If you are like me, you probably have a good friend or family member who has gone gluten-free in the last several years. A 2009 study published in Gastroenterology found that celiac disease has increased from one in 650 people to one in 120 over the past 50 years. Dr. Ciaran Kelly from Harvard’s Teaching Hospital has postulated that the rapid rise in celiac could be in part due to wheat being genetically modified to the point that it triggers an immune response.
What does this have to do with investing? Much like the food industry, the finance industry has a propensity to tinker with the “genetic” make-up of investment vehicles. Some of these changes have been positive. For example, in the food industry, there have been some seeds that have been modified to be drought resistant or increase the yield of the crops helping feed those in third world countries. Financially speaking, there have been "modified" products that have increased returns or helped reduce volatility. However, as you can imagine, sometimes the tinkering can have unintended consequences. When it comes to food this can lead to health and digestive issues. When it comes to investing this can lead to out of control volatility and extremely poor performance.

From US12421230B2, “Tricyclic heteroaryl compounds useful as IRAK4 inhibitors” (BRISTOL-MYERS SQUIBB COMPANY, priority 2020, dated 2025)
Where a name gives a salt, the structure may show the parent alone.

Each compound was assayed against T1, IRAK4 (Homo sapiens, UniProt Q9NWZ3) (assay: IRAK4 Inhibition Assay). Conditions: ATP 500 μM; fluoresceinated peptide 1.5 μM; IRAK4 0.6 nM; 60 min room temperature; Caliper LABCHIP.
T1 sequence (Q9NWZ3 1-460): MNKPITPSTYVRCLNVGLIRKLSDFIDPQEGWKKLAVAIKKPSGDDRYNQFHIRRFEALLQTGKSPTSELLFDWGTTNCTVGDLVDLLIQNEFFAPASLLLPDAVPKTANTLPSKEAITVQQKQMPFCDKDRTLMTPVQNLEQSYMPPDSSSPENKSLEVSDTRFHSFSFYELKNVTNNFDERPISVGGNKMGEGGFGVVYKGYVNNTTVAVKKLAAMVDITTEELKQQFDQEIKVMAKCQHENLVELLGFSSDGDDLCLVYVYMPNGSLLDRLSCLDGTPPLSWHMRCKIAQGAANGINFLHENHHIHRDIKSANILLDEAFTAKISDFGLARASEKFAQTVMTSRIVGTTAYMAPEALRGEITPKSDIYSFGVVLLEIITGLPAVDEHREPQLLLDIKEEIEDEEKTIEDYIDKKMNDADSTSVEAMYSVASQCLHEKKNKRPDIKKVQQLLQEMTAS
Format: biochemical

A good example of a "modified" investment product is something called the iPath S&P 500 VIX (ticker VXX) that was created to follow the S&P 500 Volatility Index. A simple explanation of the volatility index is that it tracks the amount of volatility the market expects there to be. When there is a negative surprise in economic news it will typically spike upwards. In principal, it seems like a good idea - if you could buy a security that goes up with bad news, it seems like it would be a great way to protect your portfolio. Here is a graph of its results over the last two years.
In blue is the actual S&P 500 Volatility Index. Over the last two years it has been almost flat at a -0.16% return; however, VXX (in red) lost 72.14% during that same time period. What sounds like a good idea quickly became a nightmare for almost any investor that has held on to it for even a short period of time. Because of the way VXX is constructed, it will never actually replicate the index and will always have negative returns over any significant period of time.
What can we learn from this? Just like a healthy diet avoids genetically modified foods, a healthy portfolio avoids exotic investment instruments. Much like your caring for your body, you should be careful about what you put into your portfolio. As the financial industry develops, new investment vehicles will continually reach the marketplace. While not all of them will be bad, they're probably not as great in reality as they're advertised to be and it is always healthy to bring a reasonable amount of skepticism before adding any of them to your portfolio. Gluten-free investing? Perhaps not, but sometimes the basic investments are the healthiest.